At Home With Sheryl & Harvey White
Posted July 24, 2013
“It’s like a piece of sculpture,” says Sheryl White, gazing at the Torrey Pine just outside her dining room window. “We’re nestled in between all these trees. It’s very special.”
The metaphor is so apropos because Sheryl, a founding board member of Torrey Pines Bank, and her husband, Harvey, one of the Qualcomm founders, are longtime patrons of the arts, from the Old Globe Theatre to the San Diego Museum of Art. No wonder that their Del Mar home, a glass “tree house” overlooking Torrey Pines State Beach, is not only filled with the art they love, but is an artwork in itself.
The Whites worked closely with Del Mar architect A. Lewis Dominy and his firm domusstudio (“domus” is Latin for house) on the home’s unique design. Built into a steep sandstone canyon, amid four protected Torrey Pines, the house had to meet strict regulations — no grading, no impacting the canyon base, no infringing on neighbors’ privacy or views. The result is a home that is beautiful and functional, while sensitive to its environment. The house has three levels, with curved roofs and deep decks that maximize outdoor living and dazzling ocean views. Its design blurs the line between the indoors and out, with glass walls that welcome the light.
The house incorporates a half-dozen kinds of wood, giving a feeling of warmth to the contemporary space. There’s flooring of white maple and in the library, wormy chestnut ripped from the attic in an Ohio farmhouse once owned by Harvey’s late mother. Siding is redwood; trim is Jarrah from Australia.
The design also combines wood with a variety of textures, stone, granite, and metal. “Because it’s all natural,” says Sheryl, “it all works.” A case in point is the kitchen with its custom maple cabinets, and a curved stainless steel counter topped with granite. Kitchen stools are higher than normal, specially designed to accommodate Harvey’s 6-foot-7 frame.
In the dining room, Sheryl designed the wood light fixture over the table, inspired by the home’s curved roofline. Harvey insisted on a large wall in the room, rather than glass block, in order to display a bold painting by Donald Sultan. The couple also chose a bright abstract by Adolph Gottlieb because, says Harvey, “It makes me smile.”
In the Whites’ living room, a terracotta ceramic from Picasso’s personal collection, entitled Tete d’Homme au Nez Rouge (“Man’s Head with a Red Nose”), hangs above the fireplace. There are also works by Anselm Kiefer, Milton Avery, Willem de Kooning, Helen Frankenthaler, the California artist Roland Petersen, Judith Rothschild, and David Hockney. An organic, whimsical sculpture by Nancy Graves contrasts with a 12th century stone statue of the Cambodian goddess Uma, especially rare because, after all these years, her head remains intact.
To break up the space, Sheryl designed a freestanding cabinet, crafted by Carlsbad furniture maker Paul Henry, to display a collection of Indian pottery, both traditional and more modern, and kachina figures fashioned by the Hopi tribe.
The couple says they have no favorites when it comes to their art collection.
“We talk about them and agree to buy them, not so much because of whom the artists are, but because we really enjoy them,” says Sheryl. Adds Harvey, “The trick is to make sure you’ll like it in six months.”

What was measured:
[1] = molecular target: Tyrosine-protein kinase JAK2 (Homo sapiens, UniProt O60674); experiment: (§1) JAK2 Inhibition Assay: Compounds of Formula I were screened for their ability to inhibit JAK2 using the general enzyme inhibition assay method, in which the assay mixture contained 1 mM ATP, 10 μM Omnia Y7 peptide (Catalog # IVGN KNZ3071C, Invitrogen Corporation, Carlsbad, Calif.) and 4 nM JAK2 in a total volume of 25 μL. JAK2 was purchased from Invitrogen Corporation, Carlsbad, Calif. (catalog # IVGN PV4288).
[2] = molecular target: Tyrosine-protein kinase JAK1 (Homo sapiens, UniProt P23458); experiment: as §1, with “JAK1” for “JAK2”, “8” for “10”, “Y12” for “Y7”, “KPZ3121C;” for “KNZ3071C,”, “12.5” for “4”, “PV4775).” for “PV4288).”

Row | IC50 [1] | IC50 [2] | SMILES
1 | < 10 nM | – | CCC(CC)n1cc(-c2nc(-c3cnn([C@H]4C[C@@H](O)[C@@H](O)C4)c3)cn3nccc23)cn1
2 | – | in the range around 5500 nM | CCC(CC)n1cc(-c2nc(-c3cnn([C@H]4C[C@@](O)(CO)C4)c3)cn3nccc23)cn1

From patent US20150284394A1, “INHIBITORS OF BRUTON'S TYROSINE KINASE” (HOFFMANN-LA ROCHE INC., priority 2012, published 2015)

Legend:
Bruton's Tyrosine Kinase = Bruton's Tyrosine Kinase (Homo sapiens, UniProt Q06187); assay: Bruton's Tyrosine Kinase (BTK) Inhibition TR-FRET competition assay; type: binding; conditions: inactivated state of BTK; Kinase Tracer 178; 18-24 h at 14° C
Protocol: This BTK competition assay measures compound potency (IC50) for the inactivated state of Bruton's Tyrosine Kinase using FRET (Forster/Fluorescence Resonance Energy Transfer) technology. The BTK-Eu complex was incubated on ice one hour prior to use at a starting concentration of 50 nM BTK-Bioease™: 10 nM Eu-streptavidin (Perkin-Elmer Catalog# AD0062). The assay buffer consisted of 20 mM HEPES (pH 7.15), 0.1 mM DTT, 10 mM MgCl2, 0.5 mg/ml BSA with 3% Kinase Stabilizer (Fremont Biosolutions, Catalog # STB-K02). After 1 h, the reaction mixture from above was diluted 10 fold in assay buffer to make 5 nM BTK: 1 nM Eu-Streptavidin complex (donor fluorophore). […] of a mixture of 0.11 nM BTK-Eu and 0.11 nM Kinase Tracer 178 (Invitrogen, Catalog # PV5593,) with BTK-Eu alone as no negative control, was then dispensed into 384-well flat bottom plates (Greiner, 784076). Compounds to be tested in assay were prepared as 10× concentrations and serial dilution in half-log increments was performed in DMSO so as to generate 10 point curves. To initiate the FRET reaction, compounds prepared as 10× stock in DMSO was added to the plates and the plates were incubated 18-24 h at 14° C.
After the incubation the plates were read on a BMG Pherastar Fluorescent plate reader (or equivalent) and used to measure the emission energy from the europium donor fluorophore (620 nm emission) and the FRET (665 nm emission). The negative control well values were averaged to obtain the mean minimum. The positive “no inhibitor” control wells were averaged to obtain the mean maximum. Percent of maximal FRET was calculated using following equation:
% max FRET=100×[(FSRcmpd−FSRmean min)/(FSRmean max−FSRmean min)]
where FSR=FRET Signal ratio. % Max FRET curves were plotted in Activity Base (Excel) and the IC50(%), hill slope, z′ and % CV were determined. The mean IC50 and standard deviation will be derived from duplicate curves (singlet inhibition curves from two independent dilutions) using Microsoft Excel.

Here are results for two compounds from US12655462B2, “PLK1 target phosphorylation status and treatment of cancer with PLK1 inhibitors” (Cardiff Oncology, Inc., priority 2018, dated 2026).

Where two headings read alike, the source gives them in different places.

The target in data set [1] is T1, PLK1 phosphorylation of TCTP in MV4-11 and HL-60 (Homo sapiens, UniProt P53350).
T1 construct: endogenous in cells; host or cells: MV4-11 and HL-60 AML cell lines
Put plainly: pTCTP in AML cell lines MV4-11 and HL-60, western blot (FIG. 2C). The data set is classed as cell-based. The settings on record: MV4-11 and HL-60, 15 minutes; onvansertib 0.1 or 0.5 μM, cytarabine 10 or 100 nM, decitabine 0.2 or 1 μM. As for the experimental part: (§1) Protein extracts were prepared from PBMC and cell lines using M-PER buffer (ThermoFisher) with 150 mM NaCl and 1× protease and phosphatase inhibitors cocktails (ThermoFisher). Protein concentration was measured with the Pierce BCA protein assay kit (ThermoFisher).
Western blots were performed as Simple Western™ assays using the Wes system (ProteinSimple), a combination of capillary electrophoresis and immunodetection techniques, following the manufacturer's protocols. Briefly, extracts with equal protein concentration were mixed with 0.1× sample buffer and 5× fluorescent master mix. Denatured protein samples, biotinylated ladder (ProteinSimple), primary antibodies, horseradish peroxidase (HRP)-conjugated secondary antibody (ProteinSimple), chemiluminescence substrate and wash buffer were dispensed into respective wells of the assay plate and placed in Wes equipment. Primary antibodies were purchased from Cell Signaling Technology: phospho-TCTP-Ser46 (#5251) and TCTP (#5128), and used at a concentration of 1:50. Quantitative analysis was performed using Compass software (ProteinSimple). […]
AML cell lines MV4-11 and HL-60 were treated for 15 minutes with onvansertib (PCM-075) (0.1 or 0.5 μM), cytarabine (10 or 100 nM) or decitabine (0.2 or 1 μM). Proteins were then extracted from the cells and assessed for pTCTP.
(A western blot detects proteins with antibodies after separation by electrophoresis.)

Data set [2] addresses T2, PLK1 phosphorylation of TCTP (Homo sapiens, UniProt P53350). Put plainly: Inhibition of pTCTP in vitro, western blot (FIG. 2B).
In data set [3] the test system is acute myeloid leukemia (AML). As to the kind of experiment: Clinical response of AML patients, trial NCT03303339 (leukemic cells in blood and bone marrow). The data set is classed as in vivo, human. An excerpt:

The Whites met years ago while serving on the board of the Old Globe, and were even married on stage, with the set of How the Grinch Stole Christmas as the backdrop. Their support for the arts, however, is anything but “Grinchy.” The Globe’s intimate theatre in the round bears their names in recognition of their generosity. Harvey serves on the board, while Sheryl was an advisor for the recent “Celebrating Couture” fashion show featuring Naeem Khan (her favorite designer). She will once again co-chair the Globe Gala (with Nina Doede) on September 21, and is on the board of the San Diego Opera.
Supporters of many other arts organizations, Sheryl is also on the boards of the Museum of Contemporary Art San Diego, as well as the City of San Diego’s Commission for Arts and Culture.
Harvey sits on the board of the San Diego Museum of Art, and is passionate about what he calls STEAM — for science, technology, engineering, arts, and math. He firmly believes that taking arts out of the U.S. education system has led to less innovation, with severe economic consequences for society. Innovation, he says, requires both sides of the brain.“It is that skill set, that includes the left and the right brain, which includes all the arts, that I think is missing from the education system.”
Sheryl, something of an innovator herself, has invented the patent-pending “Grasswalkers,” transparent strips of plastic that prevent high heels from sinking into the grass at outdoor events. She is donating a percentage of sales of this “made in America” product to arts education programs throughout America.
Their home, and those dazzling views, drew the Whites to Del Mar a dozen years ago. But they also appreciate the community itself, often walking the beach, shopping at Del Mar Plaza, or dining at such local spots as L’Auberge Del Mar, Del Mar Rendezvous, Prepkitchen, and Zel’s. “It’s a cohesive little town. It’s not spread out at all,” says Harvey. “It doesn’t feel quite as commercial. And yet there’s enough commerce to support the town.” Says Sheryl: “It’s just a fun place. It’s a little more laid back than La Jolla. It’s not so touristy.”
After 28 years in the banking industry, Sheryl has finally found time to paint once again, taking classes at the Athenaeum’s School of the Arts. Her sister is the artist Vicki Walsh; Harvey’s mother was a painter as well. Exposed to art as children, the Whites have pursued their love of art as a couple. It is a passion so evident in their art-filled glass aerie, tucked amid the Torrey Pines of Del Mar. Andrea Naversen
Photography by Vincent Knakal